The share of higher-class housing purchases in Vilnius continues to grow. In the first five months of this year, nearly 2400 newly built apartments were sold in the Lithuanian capital, with one of every eight of them classed as prestigious.
Market experts say the growth trend in higher-class housing sales in Vilnius has been seen for the last several years, Darna Group wrote in a press release.
“While in 2017 projects with partially finished apartments that were priced at more than 2000 euros per square meter made up 15 percent of all apartments sold or reserved on the primary market in the capital city, in 2018 the figure rose to 20 percent and in the first quarter of 2019 it was 23 percent,” notes Raimondas Reginis, Research Manager for the Baltics at the real estate company Ober-Haus.
Of the 286 prestigious-class apartments sold in Vilnius in January-May, the largest slice of the market – 24 percent – was taken by Darnu Group, which sold 68 housing units. That includes the 65 apartments it sold at the Paupys project which the company is developing in the capital city’s old town.
In the same period last year, Darnu Group had an 18.82 percent share of the market for prestigious-class apartment sales.
Total sales of prestigious housing in Vilnius jumped 12 percent in the period under comparison – from 255 last year to 286 this year.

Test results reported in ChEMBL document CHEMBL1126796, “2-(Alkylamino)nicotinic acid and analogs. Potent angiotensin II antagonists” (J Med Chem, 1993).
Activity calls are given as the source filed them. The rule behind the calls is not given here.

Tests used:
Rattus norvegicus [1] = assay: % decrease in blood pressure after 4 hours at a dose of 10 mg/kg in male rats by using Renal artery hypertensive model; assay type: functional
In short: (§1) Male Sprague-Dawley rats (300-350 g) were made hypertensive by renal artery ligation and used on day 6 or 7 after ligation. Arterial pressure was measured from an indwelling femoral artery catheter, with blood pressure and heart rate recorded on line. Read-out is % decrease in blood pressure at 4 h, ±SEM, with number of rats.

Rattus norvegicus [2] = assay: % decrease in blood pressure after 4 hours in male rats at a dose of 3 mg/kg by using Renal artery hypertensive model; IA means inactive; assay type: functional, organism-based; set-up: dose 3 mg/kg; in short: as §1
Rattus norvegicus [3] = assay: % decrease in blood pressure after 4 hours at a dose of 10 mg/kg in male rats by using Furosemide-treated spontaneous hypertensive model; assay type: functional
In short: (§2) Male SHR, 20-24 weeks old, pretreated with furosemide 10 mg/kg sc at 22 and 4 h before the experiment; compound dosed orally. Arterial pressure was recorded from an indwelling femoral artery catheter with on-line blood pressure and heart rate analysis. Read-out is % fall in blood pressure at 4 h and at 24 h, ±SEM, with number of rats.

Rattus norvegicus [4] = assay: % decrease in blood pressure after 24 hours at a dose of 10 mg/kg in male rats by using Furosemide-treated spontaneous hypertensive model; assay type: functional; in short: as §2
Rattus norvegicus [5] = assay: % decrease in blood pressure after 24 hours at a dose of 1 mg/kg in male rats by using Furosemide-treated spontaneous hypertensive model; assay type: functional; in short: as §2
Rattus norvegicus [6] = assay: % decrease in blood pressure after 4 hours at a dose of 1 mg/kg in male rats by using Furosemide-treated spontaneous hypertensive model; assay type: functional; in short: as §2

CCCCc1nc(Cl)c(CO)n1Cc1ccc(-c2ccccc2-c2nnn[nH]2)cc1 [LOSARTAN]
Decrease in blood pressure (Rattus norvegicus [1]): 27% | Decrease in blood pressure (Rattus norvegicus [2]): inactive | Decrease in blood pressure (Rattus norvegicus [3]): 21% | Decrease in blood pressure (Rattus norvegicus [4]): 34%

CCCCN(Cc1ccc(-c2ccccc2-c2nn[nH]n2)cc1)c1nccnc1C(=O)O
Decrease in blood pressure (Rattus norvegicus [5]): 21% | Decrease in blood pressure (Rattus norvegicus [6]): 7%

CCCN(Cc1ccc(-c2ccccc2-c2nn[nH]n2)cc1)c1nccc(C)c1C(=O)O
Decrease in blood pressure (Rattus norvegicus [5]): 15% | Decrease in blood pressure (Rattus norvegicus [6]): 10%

Growth should continue
Darnu Group’s Head of Sales Mantas Umbrasas says the improving figures reflect a pickup in sales in the Paupys neighbourhood’s first residential quarters. Last year Darnu Group sold 94 prestigious-class apartments in the revived area that is part of Lithuania’s largest conversion project, while in 2019 it expects to reach a similar number in mid-year.
“Both people’s improving economic situation and the housing affordability index, which has risen to a record high, are shaping favourable trends in the real estate market,” Umbrasas explains. He notes that the current growth of both construction and sales of more expensive and higher-class housing in Vilnius should continue.
“The stably growing volume of housing loans that are being granted and wages that continue increasing significantly faster than housing prices give grounds to reasonably expect further similar trends,” Umbrasas predicts.
Raimondas Reginis also stresses that the trends now seen should not change. As he puts it, developers in recent years have invested extremely active in the construction of new multiapartment buildings in and near the central part of the city: in the Old Town, Užupis, Naujamiestis and Šnipiškės. That is why we are now observing growth in both the supply of and the demand for higher-class housing.
“Apartment transactions and prices show interest in that type of housing is not diminishing and these parts of the city continue to be among housing developers’ priorities,” Reginis notes.